3. You don't have to cut a hole in the base. See my photos at the beginning of this thread. I mounted the degree circle on the top board, and the needle on the bottom base board. No cutting needed.

#992 Sky Captain

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Posted 18 April 2013 - 11:00 PM

Glad you found the thread Dan, its quite a resource.

Kerry (Sky Captain) I like what you did there with the red LED setup. I am staring at my cubicle desk and the cap to the cord feed which isn't even being used! I also like the adjustable setting circles, but I don't have access to a workshop for this. Maybe I can get a sheet of very thin plexi-glass and score/cut it myself...


DON'T use plastic! (if you can help it)
I recently had a plastic shop cut a degree circle for my new scope, spray adhesived the printed and laminated degree circle to it no problem...but if the weather is hot or really cold, the plastic will shrink or expand and it causes bulges in the laminated circle.
Of course it still works and may be slightly off in the area of the bulge, but becareful. A peice of aluminum is just as easy to cut with a jig saw yourself.

I'd get the Wixey if you have a choice.

Staples do all of mine, usually $12-$15 I think. But mine are the larger size. Might be cheaper for an 8" scope.

#993 stargazer424

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Posted 19 April 2013 - 04:08 PM

Thank you for the responses. I didn't think about the material expanding and shrinking due to the temperature.

What about dew? Does that affect the spray adhesive or lamination?

Why the Wixey over the Craftsman? I was thinking of the Craftsman because it would better double as a household level due to its length. For example if I was hanging a photo. Though I guess the Wixey would work for that too.

#994 Sky Captain

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Posted 19 April 2013 - 09:51 PM

For spray adhesive I use either 3M Super 90 or 3M Super 77. Both work great, and no problems with dew or moisture for that matter.

I like the Wixey because of its size (small), and I only use it for astronomy so it won't be accidently damaged doing other tasks...always know where it is.
What ever model you chose, make sure to have extra working batteries with for back up.

#995 stargazer424

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Posted 23 April 2013 - 03:37 PM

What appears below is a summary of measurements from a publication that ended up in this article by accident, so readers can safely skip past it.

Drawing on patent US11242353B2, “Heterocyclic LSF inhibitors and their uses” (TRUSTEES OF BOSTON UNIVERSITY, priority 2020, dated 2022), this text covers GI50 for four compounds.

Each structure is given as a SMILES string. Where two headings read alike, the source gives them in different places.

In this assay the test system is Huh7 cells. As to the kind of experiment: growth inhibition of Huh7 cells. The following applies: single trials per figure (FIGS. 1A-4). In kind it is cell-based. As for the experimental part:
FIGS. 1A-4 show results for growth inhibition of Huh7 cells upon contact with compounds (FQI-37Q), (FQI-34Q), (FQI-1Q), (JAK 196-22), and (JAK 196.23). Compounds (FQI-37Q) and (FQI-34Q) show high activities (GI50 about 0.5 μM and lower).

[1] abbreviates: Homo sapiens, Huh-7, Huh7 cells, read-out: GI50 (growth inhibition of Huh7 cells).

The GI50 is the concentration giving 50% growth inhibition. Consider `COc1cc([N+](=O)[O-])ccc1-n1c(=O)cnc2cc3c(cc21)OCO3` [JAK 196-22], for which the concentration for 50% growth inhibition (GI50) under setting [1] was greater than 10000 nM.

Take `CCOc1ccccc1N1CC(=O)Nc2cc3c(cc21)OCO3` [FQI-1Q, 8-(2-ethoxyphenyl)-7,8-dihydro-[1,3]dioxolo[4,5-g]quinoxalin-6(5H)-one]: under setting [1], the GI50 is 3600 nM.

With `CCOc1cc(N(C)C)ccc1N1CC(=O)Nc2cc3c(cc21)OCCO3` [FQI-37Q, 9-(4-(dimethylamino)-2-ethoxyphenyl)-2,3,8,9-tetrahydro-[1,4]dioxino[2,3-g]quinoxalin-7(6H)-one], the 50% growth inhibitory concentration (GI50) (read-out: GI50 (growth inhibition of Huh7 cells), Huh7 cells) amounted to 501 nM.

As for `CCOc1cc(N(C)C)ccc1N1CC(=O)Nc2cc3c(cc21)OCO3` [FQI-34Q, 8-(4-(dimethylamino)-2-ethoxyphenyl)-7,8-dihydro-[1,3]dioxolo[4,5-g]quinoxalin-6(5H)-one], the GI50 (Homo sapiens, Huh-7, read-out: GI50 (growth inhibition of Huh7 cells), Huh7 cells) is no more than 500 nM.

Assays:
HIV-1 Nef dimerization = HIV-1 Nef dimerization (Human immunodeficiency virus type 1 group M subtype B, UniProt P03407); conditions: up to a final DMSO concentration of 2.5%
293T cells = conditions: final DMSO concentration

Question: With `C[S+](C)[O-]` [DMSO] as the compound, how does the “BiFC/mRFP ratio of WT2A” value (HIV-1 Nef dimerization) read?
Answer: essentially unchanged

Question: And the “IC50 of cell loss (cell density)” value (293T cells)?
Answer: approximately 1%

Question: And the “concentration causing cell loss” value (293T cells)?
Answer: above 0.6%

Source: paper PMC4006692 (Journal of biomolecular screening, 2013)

My Wixey gauge got delivered this morning. I will be prototyping an idea for my degree circles tonight, combining several concepts from this thread. My prototype will just be paper glued to posterboard. I am still working on an idea for the final version.

My concept will have a rotatable disc (credit to Kerry's [Sky Captain] design). However mine will be larger in diameter than the base. This way don't have to worry about cutting into my base. The pointer will be somewhere on the top part of the base so it always on the side with the EP. I printed out a 21" custom degree circle (Created in Adobe Illustrator).

Being that I have a background in 3D graphics, I like to visualize my projects in 3D. Here are some renders to show how I plan on setting it up.

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My thoughts on the final implementation are to have the degree circles printed directly on acrylic. Not sure if Staples will be able to do something like that, but I have been reading up on how to transfer an laser printed image to another medium using a blender pen. I'll have to test this out on a small piece to see if it works and if it is a permanent transfer.

I also saw an image somewhere in this thread with a protractor lit up by a red LED. Wouldn't it be neat if the degree circle was printed on a clear acrylic that was lit up by an LED? Just a thought...might be distracting to have a glowing 21" circle around the telescope...

Are there other mediums that I could use that are thin enough to be cut with minimal tools but sturdy enough to not bend/fall apart? I don't have any machining tools (or a jig saw).

#996 stargazer424

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Posted 02 May 2013 - 10:36 AM

From 3D prototype to real prototype

I wired up a red LED from a broken mouse and mounted it to a bracket to use as a pointer.